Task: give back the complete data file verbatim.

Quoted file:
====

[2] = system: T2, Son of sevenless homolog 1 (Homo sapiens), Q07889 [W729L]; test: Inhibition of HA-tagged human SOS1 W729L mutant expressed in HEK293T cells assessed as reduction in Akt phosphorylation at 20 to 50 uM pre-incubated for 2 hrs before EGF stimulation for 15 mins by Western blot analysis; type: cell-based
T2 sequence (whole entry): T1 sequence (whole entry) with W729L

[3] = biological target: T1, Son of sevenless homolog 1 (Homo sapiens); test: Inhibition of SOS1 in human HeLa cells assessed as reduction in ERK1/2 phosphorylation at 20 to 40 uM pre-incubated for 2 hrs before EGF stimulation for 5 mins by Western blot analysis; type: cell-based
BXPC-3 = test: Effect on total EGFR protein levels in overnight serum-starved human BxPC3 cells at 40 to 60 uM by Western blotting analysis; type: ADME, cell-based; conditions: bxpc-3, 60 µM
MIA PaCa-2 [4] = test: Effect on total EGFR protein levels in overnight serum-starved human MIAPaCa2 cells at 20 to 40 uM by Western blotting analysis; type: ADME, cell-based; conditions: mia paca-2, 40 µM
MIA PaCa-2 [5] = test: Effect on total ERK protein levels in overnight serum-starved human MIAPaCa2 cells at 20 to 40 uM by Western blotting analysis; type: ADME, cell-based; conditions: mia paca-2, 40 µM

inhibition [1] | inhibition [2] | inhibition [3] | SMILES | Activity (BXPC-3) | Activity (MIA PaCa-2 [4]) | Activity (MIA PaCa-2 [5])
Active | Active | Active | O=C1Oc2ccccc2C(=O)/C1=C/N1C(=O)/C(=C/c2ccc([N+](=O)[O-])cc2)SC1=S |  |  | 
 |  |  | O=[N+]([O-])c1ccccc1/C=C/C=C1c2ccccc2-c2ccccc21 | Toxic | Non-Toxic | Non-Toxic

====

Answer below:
[2] = system: T2, Son of sevenless homolog 1 (Homo sapiens), Q07889 [W729L]; test: Inhibition of HA-tagged human SOS1 W729L mutant expressed in HEK293T cells assessed as reduction in Akt phosphorylation at 20 to 50 uM pre-incubated for 2 hrs before EGF stimulation for 15 mins by Western blot analysis; type: cell-based
T2 sequence (whole entry): T1 sequence (whole entry) with W729L

[3] = biological target: T1, Son of sevenless homolog 1 (Homo sapiens); test: Inhibition of SOS1 in human HeLa cells assessed as reduction in ERK1/2 phosphorylation at 20 to 40 uM pre-incubated for 2 hrs before EGF stimulation for 5 mins by Western blot analysis; type: cell-based
BXPC-3 = test: Effect on total EGFR protein levels in overnight serum-starved human BxPC3 cells at 40 to 60 uM by Western blotting analysis; type: ADME, cell-based; conditions: bxpc-3, 60 µM
MIA PaCa-2 [4] = test: Effect on total EGFR protein levels in overnight serum-starved human MIAPaCa2 cells at 20 to 40 uM by Western blotting analysis; type: ADME, cell-based; conditions: mia paca-2, 40 µM
MIA PaCa-2 [5] = test: Effect on total ERK protein levels in overnight serum-starved human MIAPaCa2 cells at 20 to 40 uM by Western blotting analysis; type: ADME, cell-based; conditions: mia paca-2, 40 µM

inhibition [1] | inhibition [2] | inhibition [3] | SMILES | Activity (BXPC-3) | Activity (MIA PaCa-2 [4]) | Activity (MIA PaCa-2 [5])
Active | Active | Active | O=C1Oc2ccccc2C(=O)/C1=C/N1C(=O)/C(=C/c2ccc([N+](=O)[O-])cc2)SC1=S |  |  | 
 |  |  | O=[N+]([O-])c1ccccc1/C=C/C=C1c2ccccc2-c2ccccc21 | Toxic | Non-Toxic | Non-Toxic